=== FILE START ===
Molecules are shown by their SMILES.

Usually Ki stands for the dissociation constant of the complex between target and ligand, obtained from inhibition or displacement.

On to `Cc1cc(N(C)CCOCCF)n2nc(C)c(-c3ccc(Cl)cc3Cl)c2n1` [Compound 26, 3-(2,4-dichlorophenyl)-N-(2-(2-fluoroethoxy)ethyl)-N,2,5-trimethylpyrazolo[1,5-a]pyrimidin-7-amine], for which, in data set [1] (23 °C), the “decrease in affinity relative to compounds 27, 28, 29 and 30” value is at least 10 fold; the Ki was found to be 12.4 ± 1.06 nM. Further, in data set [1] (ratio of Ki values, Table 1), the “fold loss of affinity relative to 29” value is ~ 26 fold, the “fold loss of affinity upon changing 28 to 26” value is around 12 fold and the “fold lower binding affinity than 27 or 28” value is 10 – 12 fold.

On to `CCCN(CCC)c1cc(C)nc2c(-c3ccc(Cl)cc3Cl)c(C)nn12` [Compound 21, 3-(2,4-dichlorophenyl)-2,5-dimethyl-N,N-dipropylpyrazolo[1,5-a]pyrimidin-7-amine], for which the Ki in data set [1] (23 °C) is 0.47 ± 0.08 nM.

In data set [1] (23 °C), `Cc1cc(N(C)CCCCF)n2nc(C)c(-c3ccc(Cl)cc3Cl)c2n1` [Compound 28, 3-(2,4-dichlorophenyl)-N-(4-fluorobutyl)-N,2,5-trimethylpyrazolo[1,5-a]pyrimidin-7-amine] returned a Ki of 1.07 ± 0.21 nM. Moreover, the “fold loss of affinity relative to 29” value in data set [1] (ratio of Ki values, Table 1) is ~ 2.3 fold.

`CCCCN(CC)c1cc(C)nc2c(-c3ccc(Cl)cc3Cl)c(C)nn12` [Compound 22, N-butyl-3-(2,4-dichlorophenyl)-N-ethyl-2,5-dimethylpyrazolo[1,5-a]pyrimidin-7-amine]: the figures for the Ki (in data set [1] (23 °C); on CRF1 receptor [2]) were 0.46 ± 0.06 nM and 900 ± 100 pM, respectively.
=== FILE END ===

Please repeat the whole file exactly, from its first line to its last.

Molecules are shown by their SMILES.

Usually Ki stands for the dissociation constant of the complex between target and ligand, obtained from inhibition or displacement.

On to `Cc1cc(N(C)CCOCCF)n2nc(C)c(-c3ccc(Cl)cc3Cl)c2n1` [Compound 26, 3-(2,4-dichlorophenyl)-N-(2-(2-fluoroethoxy)ethyl)-N,2,5-trimethylpyrazolo[1,5-a]pyrimidin-7-amine], for which, in data set [1] (23 °C), the “decrease in affinity relative to compounds 27, 28, 29 and 30” value is at least 10 fold; the Ki was found to be 12.4 ± 1.06 nM. Further, in data set [1] (ratio of Ki values, Table 1), the “fold loss of affinity relative to 29” value is ~ 26 fold, the “fold loss of affinity upon changing 28 to 26” value is around 12 fold and the “fold lower binding affinity than 27 or 28” value is 10 – 12 fold.

On to `CCCN(CCC)c1cc(C)nc2c(-c3ccc(Cl)cc3Cl)c(C)nn12` [Compound 21, 3-(2,4-dichlorophenyl)-2,5-dimethyl-N,N-dipropylpyrazolo[1,5-a]pyrimidin-7-amine], for which the Ki in data set [1] (23 °C) is 0.47 ± 0.08 nM.

In data set [1] (23 °C), `Cc1cc(N(C)CCCCF)n2nc(C)c(-c3ccc(Cl)cc3Cl)c2n1` [Compound 28, 3-(2,4-dichlorophenyl)-N-(4-fluorobutyl)-N,2,5-trimethylpyrazolo[1,5-a]pyrimidin-7-amine] returned a Ki of 1.07 ± 0.21 nM. Moreover, the “fold loss of affinity relative to 29” value in data set [1] (ratio of Ki values, Table 1) is ~ 2.3 fold.

`CCCCN(CC)c1cc(C)nc2c(-c3ccc(Cl)cc3Cl)c(C)nn12` [Compound 22, N-butyl-3-(2,4-dichlorophenyl)-N-ethyl-2,5-dimethylpyrazolo[1,5-a]pyrimidin-7-amine]: the figures for the Ki (in data set [1] (23 °C); on CRF1 receptor [2]) were 0.46 ± 0.06 nM and 900 ± 100 pM, respectively.